TABLE I______________________________________Clamp Voltage Range              200-400   voltsElectrical Resistance in off-state              1 × 10.sup.7                        ohms(at 10 volts)Electrical Resistance in on-state              20        ohmsResponse (turn-on) time              <5        nano-secondCapacitance        <5        pico-farads______________________________________
EXAMPLE II

A second example of the material formulation, by weight, is 35% polymer binder, 1% cross linking agent, and 64% conductive powder. In this formulation the binder is Silastic 35U silicone rubber, the crosslinking agent is Varox peroxide, and the conductive powder is nickel powder with 10 micron average particle size. Table II shows the typical electrical properties of a device made from this material formulation. This formulation provides a very high electrical resistance in the off-state, typically on the order of 109 ohms or higher.

              TABLE II______________________________________Clamp Voltage Range              200-400   voltsElectrical Resistance in off-state              5 × 10.sup.9                        ohms(at 10 volts)Electrical Resistance in on-state              15        ohmsResponse (turn-on) time              <5        nano-secondCapacitance        <5        pico-farads______________________________________

Those skilled in the art will understand that a wide range of polymer and other binders, conductive powders, formulations and materials are possible. Other conductive particles which can be blended with a binder to form the non-linear material in this invention include metal powders of aluminum, beryllium, iron, silver, platinum, lead, tin, bronze, brass, copper, bismuth, cobalt, magnesium, molybdenum, palladium, tantalum, tungsten and alloys thereof, carbides including titanium carbide, boron carbide, tungsten carbide, and tantalum carbide, powders based on carbon including carbon black and graphite, as well as metal nitrides and metal borides. Insulating binders can include but are not limited to organic polymers such as polyethylene, polypropylene, polyvinyl chloride, natural rubbers, urethanes, and epoxies, silicone rubbers, fluoropolymers, and polymer blends and alloys. Other insulating binders include ceramics, refractory materials, waxes, oils, and glasses. The primary function of the binder is to establish and maintain the inter-particle spacing of the conducting particles in order to ensure the proper quantum mechanical tunneling behavior during application of an electrical over-voltage situation.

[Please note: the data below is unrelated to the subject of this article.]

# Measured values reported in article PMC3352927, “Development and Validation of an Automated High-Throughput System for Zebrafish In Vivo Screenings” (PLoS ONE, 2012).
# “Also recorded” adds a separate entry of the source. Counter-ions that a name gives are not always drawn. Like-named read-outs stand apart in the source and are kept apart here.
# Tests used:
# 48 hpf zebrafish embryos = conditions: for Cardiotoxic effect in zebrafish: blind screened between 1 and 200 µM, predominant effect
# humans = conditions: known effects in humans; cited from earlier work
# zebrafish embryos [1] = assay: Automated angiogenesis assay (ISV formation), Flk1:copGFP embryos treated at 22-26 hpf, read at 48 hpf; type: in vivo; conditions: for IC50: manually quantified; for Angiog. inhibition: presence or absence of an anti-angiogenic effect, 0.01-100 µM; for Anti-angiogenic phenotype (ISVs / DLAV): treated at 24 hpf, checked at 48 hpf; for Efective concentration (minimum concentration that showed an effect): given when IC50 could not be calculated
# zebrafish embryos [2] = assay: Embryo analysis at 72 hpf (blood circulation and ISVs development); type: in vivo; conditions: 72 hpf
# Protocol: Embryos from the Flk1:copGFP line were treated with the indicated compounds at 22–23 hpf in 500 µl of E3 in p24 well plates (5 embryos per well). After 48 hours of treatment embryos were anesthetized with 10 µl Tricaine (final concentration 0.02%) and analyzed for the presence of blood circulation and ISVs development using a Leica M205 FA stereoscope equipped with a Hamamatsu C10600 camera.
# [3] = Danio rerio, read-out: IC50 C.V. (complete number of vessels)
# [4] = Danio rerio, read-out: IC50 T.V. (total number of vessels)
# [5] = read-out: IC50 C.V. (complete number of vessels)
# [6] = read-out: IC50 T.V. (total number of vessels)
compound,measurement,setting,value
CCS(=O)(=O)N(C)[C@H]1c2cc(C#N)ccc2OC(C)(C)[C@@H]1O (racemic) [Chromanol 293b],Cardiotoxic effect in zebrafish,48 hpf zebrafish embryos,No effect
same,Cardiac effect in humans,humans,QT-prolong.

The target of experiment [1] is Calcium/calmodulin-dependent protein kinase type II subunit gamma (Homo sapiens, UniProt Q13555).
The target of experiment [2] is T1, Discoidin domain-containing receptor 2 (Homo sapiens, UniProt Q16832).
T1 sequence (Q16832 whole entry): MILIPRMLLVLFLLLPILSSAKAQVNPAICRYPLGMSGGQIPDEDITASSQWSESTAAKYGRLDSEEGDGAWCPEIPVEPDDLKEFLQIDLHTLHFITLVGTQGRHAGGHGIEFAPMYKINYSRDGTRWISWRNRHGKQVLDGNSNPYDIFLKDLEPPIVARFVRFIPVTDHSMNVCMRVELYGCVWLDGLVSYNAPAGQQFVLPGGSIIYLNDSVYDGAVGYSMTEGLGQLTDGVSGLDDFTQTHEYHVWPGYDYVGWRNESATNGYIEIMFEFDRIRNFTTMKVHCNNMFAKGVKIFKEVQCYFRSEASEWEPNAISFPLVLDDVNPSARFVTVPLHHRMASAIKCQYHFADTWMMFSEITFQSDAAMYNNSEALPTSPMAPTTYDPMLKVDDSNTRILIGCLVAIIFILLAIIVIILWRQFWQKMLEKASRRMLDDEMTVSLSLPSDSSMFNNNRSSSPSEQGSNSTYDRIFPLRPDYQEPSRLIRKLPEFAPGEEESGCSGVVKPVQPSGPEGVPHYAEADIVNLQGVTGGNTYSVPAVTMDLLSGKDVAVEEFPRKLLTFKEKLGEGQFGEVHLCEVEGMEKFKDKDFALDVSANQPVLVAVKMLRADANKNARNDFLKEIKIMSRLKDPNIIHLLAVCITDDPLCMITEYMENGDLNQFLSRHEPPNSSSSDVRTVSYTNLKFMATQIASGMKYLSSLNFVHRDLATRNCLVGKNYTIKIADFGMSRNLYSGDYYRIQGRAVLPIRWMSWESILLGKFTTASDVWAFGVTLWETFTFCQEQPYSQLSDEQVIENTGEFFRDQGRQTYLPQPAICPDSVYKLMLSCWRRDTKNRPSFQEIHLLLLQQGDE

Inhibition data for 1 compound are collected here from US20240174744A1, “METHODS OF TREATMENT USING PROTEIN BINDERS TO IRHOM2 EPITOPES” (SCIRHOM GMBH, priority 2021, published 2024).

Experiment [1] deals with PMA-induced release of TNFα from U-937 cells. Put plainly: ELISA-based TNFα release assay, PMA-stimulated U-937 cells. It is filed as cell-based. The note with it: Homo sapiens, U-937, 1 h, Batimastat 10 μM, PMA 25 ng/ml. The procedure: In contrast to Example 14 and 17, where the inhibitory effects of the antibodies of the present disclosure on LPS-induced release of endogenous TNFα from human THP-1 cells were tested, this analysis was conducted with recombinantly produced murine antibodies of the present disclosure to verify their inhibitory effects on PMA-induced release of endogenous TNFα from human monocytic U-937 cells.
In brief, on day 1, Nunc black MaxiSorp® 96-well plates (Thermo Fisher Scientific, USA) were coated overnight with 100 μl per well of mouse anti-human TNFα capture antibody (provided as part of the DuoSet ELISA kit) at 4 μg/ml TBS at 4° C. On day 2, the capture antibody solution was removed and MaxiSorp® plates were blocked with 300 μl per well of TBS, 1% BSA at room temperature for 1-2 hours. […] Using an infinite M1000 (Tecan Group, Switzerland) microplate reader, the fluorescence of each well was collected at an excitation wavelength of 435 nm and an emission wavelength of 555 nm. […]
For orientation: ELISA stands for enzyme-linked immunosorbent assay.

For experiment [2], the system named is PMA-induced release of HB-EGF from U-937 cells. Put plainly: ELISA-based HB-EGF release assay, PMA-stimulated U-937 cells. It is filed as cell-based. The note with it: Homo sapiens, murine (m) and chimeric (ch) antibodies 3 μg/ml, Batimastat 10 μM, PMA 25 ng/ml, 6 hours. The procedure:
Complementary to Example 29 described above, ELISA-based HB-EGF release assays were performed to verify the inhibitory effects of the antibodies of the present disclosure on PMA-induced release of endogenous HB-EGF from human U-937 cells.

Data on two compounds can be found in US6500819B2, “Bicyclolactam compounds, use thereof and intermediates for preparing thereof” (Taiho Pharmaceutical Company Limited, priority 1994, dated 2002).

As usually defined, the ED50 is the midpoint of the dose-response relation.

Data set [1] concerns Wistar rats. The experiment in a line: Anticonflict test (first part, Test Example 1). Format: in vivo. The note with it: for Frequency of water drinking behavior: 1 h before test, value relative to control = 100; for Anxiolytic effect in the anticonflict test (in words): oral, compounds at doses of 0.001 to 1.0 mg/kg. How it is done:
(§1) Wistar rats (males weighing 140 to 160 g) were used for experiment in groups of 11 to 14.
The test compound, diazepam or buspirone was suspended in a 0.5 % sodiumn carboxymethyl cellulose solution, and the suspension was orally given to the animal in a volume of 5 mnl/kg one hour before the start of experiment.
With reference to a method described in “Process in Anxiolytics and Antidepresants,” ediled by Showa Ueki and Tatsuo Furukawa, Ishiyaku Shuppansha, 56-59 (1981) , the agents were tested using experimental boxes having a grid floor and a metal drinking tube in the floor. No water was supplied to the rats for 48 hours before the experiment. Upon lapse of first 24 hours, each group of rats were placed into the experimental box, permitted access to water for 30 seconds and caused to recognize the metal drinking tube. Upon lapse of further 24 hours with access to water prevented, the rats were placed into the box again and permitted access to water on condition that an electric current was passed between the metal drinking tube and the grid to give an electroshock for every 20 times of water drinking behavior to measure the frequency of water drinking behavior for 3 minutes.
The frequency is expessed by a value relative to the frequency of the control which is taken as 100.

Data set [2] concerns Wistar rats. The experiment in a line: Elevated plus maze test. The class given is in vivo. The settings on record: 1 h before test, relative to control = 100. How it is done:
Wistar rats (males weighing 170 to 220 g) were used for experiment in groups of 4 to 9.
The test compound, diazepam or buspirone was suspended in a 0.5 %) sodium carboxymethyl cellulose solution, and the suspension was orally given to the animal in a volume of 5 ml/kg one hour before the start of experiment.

The binder, while substantially an insulator, can be tailored as to its resistivity by adding to it or mixing with it various materials to alter its electrical properties. Such materials include powdered varistors, organic semiconductors, coupling agents, and antistatic agents.

A wide range of formulations can be prepared following the above guidelines to provide materials with various inter-particle spacings which give clamping voltages from fifty volts to fifteen thousand volts. The inter-particle spacing is determined by the particle size and volume percent loading. The device thickness and geometry also govern the final clamping voltage. As an example of this, FIG. 4 shows the Clamping Voltage Vc as a function of Volume Percent Conductor for materials of the same thickness and geometry, and prepared by the same mixing techniques. The on-state resistance of the devices tested for FIG. 4 are typically in the range of under 100 ohms, depending on the magnitude of the incoming voltage transient.